Flint residents hope President Obama’s visit draws attention to crisis

President Barack Obama drinks water as he speaks at Flint Northwestern High School in Flint, Mich., Wednesday, May 4, 2016, about the ongoing water crisis. (AP Photo/Carolyn Kaster)

FLINT, Mich. (WOOD) — While Flint residents hope Wednesday’s visit by President Barack Obama will expedite help to the city dealing with drinking water contaminated by lead, many say the most important thing he brought was the spotlight.

Speaking at a Flint high school after meeting with various community members and government officials, Obama promised he would keep the pressure on “leaders at every level of government until every drop of water that flows into your homes is safe to drink and safe to cook with and safe to bathe in.” He also assured residents that drinking the water now was OK as long as it was filtered, even drinking some himself. He promised the scientists who told him that would lose their jobs if it wasn’t true.

In the crowd listening the president speak were three people whose faces have become symbolic of the water crisis: a little boy who was featured on the cover of Time magazine, the 8-year-old known as “Little Miss Flint” who wrote the letter that the president said prompted him to make the trip, and the doctor who sounded some of the first and loudest alarms about lead in children’s blood.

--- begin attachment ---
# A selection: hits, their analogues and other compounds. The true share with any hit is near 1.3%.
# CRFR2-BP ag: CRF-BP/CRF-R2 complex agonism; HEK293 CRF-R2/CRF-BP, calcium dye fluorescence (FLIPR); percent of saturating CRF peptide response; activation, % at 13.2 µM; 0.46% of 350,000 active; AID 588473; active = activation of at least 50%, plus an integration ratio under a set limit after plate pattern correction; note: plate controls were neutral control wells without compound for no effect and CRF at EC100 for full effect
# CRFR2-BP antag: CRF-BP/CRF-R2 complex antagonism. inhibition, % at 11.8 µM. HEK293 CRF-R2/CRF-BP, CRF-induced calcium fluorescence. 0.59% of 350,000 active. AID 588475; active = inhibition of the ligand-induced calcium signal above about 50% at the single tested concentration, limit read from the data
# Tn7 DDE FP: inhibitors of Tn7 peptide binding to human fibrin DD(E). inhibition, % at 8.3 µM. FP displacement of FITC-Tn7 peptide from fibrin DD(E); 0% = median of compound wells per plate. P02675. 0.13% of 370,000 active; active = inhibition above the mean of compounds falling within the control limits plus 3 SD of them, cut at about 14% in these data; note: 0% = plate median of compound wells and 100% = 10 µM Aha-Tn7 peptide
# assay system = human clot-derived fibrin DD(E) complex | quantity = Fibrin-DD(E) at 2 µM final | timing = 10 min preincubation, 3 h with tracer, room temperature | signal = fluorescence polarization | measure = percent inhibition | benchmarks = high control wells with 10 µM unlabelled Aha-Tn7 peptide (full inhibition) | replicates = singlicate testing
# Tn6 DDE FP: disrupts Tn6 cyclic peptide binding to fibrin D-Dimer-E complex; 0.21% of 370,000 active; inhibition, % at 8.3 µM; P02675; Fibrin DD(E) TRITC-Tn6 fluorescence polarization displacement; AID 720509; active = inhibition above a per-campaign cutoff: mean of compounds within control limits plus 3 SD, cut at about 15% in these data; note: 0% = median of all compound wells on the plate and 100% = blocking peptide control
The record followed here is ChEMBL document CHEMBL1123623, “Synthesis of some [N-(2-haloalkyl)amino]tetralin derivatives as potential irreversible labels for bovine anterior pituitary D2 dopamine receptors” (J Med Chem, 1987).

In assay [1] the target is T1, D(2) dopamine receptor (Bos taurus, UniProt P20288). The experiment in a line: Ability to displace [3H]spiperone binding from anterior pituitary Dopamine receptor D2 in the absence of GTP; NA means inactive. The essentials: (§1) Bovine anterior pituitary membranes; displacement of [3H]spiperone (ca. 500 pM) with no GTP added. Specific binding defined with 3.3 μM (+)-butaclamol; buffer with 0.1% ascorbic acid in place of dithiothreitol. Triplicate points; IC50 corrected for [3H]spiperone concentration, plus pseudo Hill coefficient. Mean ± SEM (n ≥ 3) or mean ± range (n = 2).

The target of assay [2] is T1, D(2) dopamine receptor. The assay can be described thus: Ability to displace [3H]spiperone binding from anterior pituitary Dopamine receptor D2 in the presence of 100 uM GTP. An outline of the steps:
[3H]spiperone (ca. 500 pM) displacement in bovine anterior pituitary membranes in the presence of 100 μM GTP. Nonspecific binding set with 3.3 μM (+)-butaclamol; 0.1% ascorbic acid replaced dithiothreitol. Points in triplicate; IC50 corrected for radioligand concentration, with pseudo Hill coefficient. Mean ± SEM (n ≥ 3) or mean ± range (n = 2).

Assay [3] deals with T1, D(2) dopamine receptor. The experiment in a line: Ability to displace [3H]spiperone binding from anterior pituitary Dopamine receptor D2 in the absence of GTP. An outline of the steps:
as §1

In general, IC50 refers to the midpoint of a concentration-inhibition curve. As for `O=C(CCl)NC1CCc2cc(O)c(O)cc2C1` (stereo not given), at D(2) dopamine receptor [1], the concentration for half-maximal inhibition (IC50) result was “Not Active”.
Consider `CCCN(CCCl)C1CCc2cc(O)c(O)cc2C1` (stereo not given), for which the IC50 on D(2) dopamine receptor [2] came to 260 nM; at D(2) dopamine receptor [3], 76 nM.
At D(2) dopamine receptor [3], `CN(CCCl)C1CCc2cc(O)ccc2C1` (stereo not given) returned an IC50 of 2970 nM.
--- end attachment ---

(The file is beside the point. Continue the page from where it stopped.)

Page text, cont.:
Sincere Smith, 2, captured the hearts of the masses with his photo on the cover of Time in January. A skin rash covered his body — the result of bathing in the corrosive water, his mother said. Since the photo was taken for Time, his condition has improved.

“I’m doing good,” he said Wednesday.

Still, his mother’s worries have not eased.

“Even though the president said we shouldn’t be worried, I’m still concerned. As a parent you’re going to be concerned whether somebody said it’s OK or they not saying it’s OK,” she said. “I’m still concerned for the sake of my kids.”

During his remarks, Obama said that the lead pipes that caused the contamination would be replaced, but reminded residents it wouldn’t be an overnight fix.

“I would like to see a little bit more action, but it’s a start,” Loui Brezzell said.

Her daughter, 8-year-old Mari Copeny, is known as Little Miss Flint. She wrote the president an email that he said was the reason he came to Flint.

“I thought her president should come to Flint to meet with her,” Obama said as he addressed the crowd.

Mari was glowing as the president spoke and excited afterward:

“I was kind of scared a little bit,” she said. “I never met the president before!”

Dr. Mona Hanna-Attisha, credited withbringing public attention to the high level of lead in the blood of Flint kids, said it was “important to see him (the president) because people of Flint need to know that he cares,” she said.

“Working together, Flint’s future will be even brighter than our yesterday ever was,” she continued.


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